• "Exercise is an important part of my routine when my depression gets bad. So for me, it helps to set a time aside daily or every other day to go for a walk together or as a family, and talk about what’s going on and how to better deal with it to make things easier on both of us."
  • "I encourage all spouses to be as my spouse has been with me. Kind, patient, understanding, gentle nudges, encouraging and just be loving. Our pain is at times debilitating."
  • "Depression does not lift with comments like 'just cheer up' or 'stop crying'. Support in other ways - by helping them to eat properly, to have space and time, clean clothes, and company to just watch tv for a while."
  • "Try to meet their physical needs as much as possible - good food, sponge baths, reading aloud ... whatever they might need to keep functioning. Taking care of household and family matters so they don't have to stress about those things is a big help."
  • "The significant other needs to recharge often. They need guidance as well on how to live with depression as a support person. They need to make sure they care for themselves and get away periodically and self-care."
  • "Kindness and understanding goes a long way, but also helping them to help themselves. Getting them outside for sunshine, walks, quiet time with nature… it doesn’t have to be going out with a tonne of people… but helping them help themselves to get things done can be good for them. I know it is for me."
  • "Be kind, be gentle and remember above all that a spouse's depression is usually nothing to do with them and they shouldn't feel hurt by it or take it personally."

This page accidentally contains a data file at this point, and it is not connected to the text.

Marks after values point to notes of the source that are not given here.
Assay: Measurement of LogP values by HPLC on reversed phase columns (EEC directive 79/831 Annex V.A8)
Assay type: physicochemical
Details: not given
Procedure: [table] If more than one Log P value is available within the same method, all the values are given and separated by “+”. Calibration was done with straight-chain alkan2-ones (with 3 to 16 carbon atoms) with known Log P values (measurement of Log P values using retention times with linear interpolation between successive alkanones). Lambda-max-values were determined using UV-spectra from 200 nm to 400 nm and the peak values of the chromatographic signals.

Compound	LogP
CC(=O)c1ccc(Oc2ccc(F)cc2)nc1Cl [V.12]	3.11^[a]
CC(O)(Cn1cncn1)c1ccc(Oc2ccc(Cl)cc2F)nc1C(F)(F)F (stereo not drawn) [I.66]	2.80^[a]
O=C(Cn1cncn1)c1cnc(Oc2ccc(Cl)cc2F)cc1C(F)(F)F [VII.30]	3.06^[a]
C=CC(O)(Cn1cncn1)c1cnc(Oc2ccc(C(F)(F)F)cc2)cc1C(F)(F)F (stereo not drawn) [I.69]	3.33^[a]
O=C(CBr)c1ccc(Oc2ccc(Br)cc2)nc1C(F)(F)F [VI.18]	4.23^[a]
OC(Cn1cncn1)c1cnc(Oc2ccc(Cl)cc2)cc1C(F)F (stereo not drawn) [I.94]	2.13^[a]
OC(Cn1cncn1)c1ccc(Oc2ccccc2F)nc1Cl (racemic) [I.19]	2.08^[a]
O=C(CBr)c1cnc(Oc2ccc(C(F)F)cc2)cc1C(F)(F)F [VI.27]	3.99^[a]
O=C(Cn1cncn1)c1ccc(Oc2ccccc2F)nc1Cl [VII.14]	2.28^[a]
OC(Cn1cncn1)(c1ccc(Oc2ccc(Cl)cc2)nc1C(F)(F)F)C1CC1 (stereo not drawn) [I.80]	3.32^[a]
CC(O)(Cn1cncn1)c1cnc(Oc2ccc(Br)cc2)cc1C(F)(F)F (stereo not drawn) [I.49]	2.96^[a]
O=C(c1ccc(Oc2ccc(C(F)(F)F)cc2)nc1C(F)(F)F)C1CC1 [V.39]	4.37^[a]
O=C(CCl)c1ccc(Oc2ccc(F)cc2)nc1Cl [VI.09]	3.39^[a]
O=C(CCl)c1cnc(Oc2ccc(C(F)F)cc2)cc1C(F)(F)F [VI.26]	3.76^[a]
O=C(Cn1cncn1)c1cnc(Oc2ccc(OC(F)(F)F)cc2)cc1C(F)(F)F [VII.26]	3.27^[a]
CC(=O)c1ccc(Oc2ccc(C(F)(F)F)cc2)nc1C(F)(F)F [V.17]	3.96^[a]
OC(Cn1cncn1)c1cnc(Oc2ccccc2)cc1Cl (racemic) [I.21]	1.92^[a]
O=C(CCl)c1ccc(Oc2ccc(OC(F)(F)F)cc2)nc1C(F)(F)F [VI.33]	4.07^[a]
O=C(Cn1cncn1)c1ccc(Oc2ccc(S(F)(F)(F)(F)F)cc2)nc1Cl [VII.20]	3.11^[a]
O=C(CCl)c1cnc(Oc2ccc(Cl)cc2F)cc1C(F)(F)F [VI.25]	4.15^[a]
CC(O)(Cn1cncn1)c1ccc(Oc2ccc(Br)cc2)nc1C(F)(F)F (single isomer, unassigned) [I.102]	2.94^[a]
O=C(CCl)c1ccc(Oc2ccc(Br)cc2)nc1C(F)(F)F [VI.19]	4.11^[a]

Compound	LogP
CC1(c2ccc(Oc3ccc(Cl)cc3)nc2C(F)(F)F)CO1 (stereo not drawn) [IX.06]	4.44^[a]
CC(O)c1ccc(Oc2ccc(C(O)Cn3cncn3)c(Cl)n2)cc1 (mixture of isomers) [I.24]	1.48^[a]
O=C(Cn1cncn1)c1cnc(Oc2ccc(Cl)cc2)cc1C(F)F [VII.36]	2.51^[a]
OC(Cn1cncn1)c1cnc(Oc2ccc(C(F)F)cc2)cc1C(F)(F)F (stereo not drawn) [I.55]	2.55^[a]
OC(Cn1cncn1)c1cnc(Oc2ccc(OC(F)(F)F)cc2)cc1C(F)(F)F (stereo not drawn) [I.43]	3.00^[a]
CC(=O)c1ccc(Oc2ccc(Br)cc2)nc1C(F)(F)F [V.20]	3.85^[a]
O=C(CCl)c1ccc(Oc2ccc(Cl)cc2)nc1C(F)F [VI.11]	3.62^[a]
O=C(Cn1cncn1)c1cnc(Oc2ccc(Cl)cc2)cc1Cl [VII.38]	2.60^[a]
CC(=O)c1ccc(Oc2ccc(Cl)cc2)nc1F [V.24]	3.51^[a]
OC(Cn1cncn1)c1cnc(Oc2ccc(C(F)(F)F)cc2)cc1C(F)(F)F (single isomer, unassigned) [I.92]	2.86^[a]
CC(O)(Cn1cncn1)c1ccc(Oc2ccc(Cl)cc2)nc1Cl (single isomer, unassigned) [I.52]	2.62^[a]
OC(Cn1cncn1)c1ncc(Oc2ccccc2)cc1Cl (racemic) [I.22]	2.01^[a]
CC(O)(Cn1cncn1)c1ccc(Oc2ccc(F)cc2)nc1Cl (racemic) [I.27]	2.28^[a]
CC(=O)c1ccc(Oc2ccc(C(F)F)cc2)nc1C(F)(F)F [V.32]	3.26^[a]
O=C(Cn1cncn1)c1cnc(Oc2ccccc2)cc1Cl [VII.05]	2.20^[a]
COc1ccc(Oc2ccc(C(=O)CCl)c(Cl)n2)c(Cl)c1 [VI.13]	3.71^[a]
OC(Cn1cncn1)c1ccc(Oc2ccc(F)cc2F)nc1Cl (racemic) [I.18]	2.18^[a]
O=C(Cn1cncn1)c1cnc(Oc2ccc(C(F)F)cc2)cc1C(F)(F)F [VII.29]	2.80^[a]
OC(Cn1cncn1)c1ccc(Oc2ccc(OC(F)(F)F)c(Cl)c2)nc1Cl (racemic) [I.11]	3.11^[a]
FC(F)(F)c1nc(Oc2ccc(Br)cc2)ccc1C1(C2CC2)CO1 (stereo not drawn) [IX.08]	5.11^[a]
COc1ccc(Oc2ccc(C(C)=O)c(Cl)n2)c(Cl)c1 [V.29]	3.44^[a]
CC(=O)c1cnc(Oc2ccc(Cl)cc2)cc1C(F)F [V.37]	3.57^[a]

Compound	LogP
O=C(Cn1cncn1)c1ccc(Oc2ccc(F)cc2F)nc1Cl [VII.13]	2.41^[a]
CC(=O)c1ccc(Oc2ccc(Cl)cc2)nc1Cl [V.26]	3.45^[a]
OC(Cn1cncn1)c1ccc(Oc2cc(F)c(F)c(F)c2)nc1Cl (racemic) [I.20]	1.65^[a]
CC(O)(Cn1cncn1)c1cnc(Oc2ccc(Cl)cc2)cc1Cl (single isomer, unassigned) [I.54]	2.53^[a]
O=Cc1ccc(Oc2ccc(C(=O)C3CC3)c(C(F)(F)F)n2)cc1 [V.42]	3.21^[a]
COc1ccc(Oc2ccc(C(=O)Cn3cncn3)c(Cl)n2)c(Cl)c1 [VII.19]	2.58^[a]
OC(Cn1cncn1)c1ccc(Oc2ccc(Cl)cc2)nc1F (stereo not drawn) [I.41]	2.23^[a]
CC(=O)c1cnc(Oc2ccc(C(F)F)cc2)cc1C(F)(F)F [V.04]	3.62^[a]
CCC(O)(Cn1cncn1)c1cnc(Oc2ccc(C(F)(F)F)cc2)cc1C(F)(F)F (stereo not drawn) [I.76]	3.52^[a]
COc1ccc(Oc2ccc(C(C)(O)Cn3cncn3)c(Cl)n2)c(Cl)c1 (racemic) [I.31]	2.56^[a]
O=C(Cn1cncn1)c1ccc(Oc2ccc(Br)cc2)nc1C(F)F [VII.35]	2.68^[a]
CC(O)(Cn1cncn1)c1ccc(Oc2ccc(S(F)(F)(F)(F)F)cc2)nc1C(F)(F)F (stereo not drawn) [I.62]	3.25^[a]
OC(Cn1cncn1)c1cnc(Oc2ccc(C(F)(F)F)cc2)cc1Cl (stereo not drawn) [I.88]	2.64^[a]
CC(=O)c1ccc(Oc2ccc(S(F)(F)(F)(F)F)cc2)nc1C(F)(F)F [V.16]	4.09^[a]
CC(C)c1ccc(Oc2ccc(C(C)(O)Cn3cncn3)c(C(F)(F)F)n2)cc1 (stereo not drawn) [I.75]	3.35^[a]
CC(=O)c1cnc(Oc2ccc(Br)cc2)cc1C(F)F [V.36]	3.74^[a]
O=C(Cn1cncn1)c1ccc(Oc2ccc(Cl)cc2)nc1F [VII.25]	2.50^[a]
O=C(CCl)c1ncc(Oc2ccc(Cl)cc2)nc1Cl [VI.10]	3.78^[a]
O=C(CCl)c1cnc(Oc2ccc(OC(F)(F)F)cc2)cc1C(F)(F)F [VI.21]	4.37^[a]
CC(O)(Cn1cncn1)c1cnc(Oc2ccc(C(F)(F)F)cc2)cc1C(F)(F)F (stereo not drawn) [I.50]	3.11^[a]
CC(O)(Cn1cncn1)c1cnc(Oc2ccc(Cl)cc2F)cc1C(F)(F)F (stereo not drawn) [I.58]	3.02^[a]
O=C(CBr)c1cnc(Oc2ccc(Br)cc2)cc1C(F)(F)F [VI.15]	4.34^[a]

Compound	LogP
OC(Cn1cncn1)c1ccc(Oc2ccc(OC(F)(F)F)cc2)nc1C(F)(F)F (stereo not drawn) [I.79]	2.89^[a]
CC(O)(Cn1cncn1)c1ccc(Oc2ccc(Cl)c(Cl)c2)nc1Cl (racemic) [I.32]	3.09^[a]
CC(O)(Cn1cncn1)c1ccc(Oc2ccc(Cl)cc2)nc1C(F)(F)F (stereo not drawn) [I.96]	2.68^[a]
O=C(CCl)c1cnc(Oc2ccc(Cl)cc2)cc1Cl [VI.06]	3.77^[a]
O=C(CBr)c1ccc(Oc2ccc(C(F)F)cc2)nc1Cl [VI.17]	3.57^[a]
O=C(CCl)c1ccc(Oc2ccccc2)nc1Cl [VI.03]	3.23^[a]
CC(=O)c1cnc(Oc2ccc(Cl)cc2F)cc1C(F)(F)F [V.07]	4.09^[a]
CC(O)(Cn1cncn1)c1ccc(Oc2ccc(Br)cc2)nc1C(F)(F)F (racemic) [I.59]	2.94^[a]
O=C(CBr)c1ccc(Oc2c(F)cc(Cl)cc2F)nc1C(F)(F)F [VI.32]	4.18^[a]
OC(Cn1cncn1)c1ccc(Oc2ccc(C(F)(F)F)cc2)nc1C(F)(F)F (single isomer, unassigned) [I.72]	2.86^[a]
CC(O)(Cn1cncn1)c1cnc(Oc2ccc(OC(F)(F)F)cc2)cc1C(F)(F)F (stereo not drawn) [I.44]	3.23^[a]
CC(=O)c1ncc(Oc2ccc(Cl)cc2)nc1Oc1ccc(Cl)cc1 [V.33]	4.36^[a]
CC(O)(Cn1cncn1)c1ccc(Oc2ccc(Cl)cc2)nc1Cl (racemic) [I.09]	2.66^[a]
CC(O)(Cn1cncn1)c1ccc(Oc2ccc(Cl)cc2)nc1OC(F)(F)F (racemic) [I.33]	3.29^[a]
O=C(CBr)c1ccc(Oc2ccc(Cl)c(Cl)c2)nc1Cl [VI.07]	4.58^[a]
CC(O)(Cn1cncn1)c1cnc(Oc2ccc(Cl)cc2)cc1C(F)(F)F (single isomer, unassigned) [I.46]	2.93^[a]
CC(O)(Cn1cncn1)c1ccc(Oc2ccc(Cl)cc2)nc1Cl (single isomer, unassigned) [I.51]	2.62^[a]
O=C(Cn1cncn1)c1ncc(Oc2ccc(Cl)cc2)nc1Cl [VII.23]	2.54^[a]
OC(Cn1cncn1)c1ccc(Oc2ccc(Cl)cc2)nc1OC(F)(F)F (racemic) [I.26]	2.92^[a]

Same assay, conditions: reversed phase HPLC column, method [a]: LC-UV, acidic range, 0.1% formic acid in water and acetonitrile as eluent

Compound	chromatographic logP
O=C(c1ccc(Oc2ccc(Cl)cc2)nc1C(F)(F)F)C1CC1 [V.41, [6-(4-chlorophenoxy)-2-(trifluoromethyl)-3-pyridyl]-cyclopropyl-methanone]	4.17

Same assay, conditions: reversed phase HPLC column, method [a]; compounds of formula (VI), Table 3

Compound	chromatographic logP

• "Keep telling them it’s a 'bad day' even if they don’t really get it. Between me and my husband it’s called a 'blue day' and he knows that means little will have been done around the house and I’m not in a good place. He treats me like a queen and that is all that’s said."
  • "Sometimes your spouse just needs to be held, just needs a listening ear, and different intimacy than just sexual."
  • "Be patient and kind. Do not assume that you are the reason for the depression. Do not take it personally. Be encouraging. And, encourage them to get the help they need to get better."
  • "Listen, don't judge. Accept that there will be times where circumstances trigger it worse but times when it seems there's no explanation. Sit down and talk to see if there are factors in your lives where stress can be reduced or big decisions might need to be made that might make things better."
  • "As others have said, taking care of the 'little things' when they're in a depressive episode can make a big difference - doing the groceries, the dishes, taking the trash out, etcetera. All of those things can be really overwhelming to someone with depression who finds it difficult just to get out of bed."
  • "If your spouse has depression, then try to understand depression as well as you can - e.g. by reading books about it, watching videos on Youtube, etcetera. The more you understand depression, the easier it is to deal with it together."

If your spouse has depression, then we hope you find some of these suggestions helpful ❤️

All our love,

The Depression Project Team.